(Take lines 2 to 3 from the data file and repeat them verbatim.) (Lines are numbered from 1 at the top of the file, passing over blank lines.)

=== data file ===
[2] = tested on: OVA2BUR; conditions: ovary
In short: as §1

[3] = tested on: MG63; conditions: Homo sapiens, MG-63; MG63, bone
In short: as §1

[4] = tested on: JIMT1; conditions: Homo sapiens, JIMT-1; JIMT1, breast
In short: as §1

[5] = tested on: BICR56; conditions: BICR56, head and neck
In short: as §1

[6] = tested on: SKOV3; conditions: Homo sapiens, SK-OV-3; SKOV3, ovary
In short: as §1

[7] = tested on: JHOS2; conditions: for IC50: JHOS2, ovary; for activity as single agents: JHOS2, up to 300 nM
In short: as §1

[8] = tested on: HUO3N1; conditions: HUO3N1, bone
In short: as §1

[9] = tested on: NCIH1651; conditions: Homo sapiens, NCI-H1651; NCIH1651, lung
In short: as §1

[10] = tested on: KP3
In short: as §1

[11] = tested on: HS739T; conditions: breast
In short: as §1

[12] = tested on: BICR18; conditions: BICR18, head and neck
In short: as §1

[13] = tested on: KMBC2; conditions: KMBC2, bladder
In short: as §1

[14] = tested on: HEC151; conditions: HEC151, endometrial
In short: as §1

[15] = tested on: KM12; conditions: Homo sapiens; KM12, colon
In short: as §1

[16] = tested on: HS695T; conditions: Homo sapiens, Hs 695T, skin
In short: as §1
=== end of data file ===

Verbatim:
In short: as §1

[3] = tested on: MG63; conditions: Homo sapiens, MG-63; MG63, bone